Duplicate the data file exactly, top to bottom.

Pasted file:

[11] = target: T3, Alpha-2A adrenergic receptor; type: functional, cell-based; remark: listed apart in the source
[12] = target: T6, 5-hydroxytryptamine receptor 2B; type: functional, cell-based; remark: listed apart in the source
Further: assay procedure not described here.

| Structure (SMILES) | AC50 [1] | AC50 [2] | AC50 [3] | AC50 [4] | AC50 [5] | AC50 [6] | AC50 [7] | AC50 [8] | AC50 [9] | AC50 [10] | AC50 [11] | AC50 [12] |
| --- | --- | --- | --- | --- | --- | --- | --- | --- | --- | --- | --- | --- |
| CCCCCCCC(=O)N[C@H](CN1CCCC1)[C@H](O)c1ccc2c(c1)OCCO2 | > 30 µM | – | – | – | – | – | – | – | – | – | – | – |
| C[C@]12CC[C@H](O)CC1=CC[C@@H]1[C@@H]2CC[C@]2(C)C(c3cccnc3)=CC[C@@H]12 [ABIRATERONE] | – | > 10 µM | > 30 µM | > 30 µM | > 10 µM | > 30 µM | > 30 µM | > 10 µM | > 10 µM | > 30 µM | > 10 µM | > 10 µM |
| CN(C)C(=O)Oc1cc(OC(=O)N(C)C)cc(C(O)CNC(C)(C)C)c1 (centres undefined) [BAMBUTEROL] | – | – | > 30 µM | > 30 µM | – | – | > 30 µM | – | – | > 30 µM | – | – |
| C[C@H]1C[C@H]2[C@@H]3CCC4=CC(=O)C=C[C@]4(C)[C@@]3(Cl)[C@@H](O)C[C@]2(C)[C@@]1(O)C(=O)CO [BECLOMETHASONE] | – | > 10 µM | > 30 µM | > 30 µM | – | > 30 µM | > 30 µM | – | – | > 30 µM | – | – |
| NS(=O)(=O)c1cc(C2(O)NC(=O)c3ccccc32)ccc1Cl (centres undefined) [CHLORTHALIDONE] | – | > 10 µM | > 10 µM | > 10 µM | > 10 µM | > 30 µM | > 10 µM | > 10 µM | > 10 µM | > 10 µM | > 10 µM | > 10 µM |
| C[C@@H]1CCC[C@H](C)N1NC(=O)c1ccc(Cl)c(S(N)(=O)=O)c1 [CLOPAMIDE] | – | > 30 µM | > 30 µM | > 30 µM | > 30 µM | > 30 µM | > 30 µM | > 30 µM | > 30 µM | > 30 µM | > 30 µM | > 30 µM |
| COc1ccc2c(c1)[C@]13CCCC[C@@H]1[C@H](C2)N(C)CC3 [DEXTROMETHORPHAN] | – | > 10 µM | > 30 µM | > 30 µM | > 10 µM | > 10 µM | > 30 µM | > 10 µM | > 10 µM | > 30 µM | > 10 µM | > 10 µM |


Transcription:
[11] = target: T3, Alpha-2A adrenergic receptor; type: functional, cell-based; remark: listed apart in the source
[12] = target: T6, 5-hydroxytryptamine receptor 2B; type: functional, cell-based; remark: listed apart in the source
Further: assay procedure not described here.

| Structure (SMILES) | AC50 [1] | AC50 [2] | AC50 [3] | AC50 [4] | AC50 [5] | AC50 [6] | AC50 [7] | AC50 [8] | AC50 [9] | AC50 [10] | AC50 [11] | AC50 [12] |
| --- | --- | --- | --- | --- | --- | --- | --- | --- | --- | --- | --- | --- |
| CCCCCCCC(=O)N[C@H](CN1CCCC1)[C@H](O)c1ccc2c(c1)OCCO2 | > 30 µM | – | – | – | – | – | – | – | – | – | – | – |
| C[C@]12CC[C@H](O)CC1=CC[C@@H]1[C@@H]2CC[C@]2(C)C(c3cccnc3)=CC[C@@H]12 [ABIRATERONE] | – | > 10 µM | > 30 µM | > 30 µM | > 10 µM | > 30 µM | > 30 µM | > 10 µM | > 10 µM | > 30 µM | > 10 µM | > 10 µM |
| CN(C)C(=O)Oc1cc(OC(=O)N(C)C)cc(C(O)CNC(C)(C)C)c1 (centres undefined) [BAMBUTEROL] | – | – | > 30 µM | > 30 µM | – | – | > 30 µM | – | – | > 30 µM | – | – |
| C[C@H]1C[C@H]2[C@@H]3CCC4=CC(=O)C=C[C@]4(C)[C@@]3(Cl)[C@@H](O)C[C@]2(C)[C@@]1(O)C(=O)CO [BECLOMETHASONE] | – | > 10 µM | > 30 µM | > 30 µM | – | > 30 µM | > 30 µM | – | – | > 30 µM | – | – |
| NS(=O)(=O)c1cc(C2(O)NC(=O)c3ccccc32)ccc1Cl (centres undefined) [CHLORTHALIDONE] | – | > 10 µM | > 10 µM | > 10 µM | > 10 µM | > 30 µM | > 10 µM | > 10 µM | > 10 µM | > 10 µM | > 10 µM | > 10 µM |
| C[C@@H]1CCC[C@H](C)N1NC(=O)c1ccc(Cl)c(S(N)(=O)=O)c1 [CLOPAMIDE] | – | > 30 µM | > 30 µM | > 30 µM | > 30 µM | > 30 µM | > 30 µM | > 30 µM | > 30 µM | > 30 µM | > 30 µM | > 30 µM |
| COc1ccc2c(c1)[C@]13CCCC[C@@H]1[C@H](C2)N(C)CC3 [DEXTROMETHORPHAN] | – | > 10 µM | > 30 µM | > 30 µM | > 10 µM | > 10 µM | > 30 µM | > 10 µM | > 10 µM | > 30 µM | > 10 µM | > 10 µM |